Thursday, July 15, 2021

Review: 1984

George Orwell
Started reading: June 16h 2021
Finished the book: July 9th 2021
Pages: 298 / 12:17:45
Genres: Classics, Science Fiction, Literature
Published: June 8th 1949
Source: Storytel
Goodreads score: 4.19
My score:

The year 1984 has come and gone, but George Orwell's prophetic, nightmarish vision in 1949 of the world we were becoming is timelier than ever. 1984 is still the great modern classic of "negative utopia"—a startlingly original and haunting novel that creates an imaginary world that is completely convincing, from the first sentence to the last four words. No one can deny the novel's hold on the imaginations of whole generations, or the power of its admonitions—a power that seems to grow, not lessen, with the passage of time.

My thoughts
I'm aware that this has been and still is a very important book. It's on my list of 100-to-read-classics so I decided to listen to the audiobook.  I think that it's been brilliantly written and is still to this day true in many ways and forms. I've even played the Orwell games, obviously named after this book. I am beginning to find out that I'm not really a fan of older books, but I do feel like I should read them, because so many of them are important.

  • Current: I feel like this book is still very relevant today. It's about a government deciding what can be in the news and trying to decide what is truth and what is not. I feel like I live in a free country as we speak, but I've seen documentaries about other places on this earth, where the situation is not the same. Where the government does decide what's news and what's not. This book was brilliantly written and has shown us how important it is to not believe everything you see, hear, read and to find you own freedom.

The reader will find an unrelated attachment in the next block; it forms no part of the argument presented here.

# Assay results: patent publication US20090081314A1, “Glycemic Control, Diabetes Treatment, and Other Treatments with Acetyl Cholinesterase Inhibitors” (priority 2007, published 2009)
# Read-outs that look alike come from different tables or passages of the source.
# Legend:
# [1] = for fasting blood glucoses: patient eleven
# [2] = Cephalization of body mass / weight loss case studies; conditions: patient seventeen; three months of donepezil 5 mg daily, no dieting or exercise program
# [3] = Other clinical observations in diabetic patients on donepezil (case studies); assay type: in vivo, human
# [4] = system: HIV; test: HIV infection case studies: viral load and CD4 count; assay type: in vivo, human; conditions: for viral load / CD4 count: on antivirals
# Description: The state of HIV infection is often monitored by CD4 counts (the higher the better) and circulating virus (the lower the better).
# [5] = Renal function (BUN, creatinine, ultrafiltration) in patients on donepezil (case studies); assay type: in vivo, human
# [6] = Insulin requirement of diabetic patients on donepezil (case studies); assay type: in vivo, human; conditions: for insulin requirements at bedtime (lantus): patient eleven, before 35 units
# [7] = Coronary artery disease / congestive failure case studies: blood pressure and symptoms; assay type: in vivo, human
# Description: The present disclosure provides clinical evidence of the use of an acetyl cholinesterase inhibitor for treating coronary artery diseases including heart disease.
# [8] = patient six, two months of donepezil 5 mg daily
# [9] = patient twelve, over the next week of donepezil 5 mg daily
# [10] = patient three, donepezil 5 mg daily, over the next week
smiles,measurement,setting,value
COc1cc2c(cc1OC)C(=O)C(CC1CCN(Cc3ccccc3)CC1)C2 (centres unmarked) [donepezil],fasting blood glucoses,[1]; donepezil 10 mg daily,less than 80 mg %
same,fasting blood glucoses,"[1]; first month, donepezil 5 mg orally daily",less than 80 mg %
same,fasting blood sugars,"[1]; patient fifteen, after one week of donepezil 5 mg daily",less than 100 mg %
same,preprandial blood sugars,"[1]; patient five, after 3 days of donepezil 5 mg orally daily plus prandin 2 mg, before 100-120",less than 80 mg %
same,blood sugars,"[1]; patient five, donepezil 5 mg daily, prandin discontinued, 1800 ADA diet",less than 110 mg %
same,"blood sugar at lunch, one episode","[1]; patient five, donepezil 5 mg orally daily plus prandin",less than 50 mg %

• World building: BRILLIANT. I felt like this was a real place in history, or a real place in the future. George Orwell has thought everything through in a way that I haven't seen in that many books. This dystopian world is based on fear and a secret unseen government by the name of Big Brother. It was really a ride to learn more about this world and the people in it.
  • Oppressive: This creepy feeling of this world that felt unreal but felt so real at the same time... The feeling of the main character and other people in this world being watched with every breath or thought. It was there in every line, in every word and every chapter. That was for me the most memorable thing about this book: the feelings it was able to awaken in me.
  • Middle part: The middle part, where our main character is reading a book, will probably be a huge part in the story, but it felt so dry to me. I kept wondering off with my thoughts and didn't really follow that much while listening to it. 
  • Dark: The parts where the book starts to get darker were REALLY dark. I've mentioned before in my reviews, that it just sucks out all the joy of reading. The dark feeling takes over and not much pleasantry is left. I'm not sure that this book was written for being pleasant, but it just made me feel uncomfortable at some point.
I can see why this book has had such an impact and found its way to many readers. The fact that this book was published in 1949, way before the digital storm, as I call it, is astounding to me. I feel like George Orwell could envision the future, where people of power and governments could and would decide what was truth and what was not. When you try to think about this fact, the book will be even more powerful.. But be careful, Big Brother is watching you!


Other opinions on this book
"Orwell saw, to his credit, that the act of falsifying reality is only secondarily a way of changing perceptions. It is, above all, a way of asserting power."
- The New Yorker

Memorable quotes from this book
"Who controls the past controls the future. Who controls the present controls the past."

"But if thought corrupts language, language can also corrupt thought."

Thanks for reading!
I'd love to talk books; please let me know what you think about this book review.

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~ Esther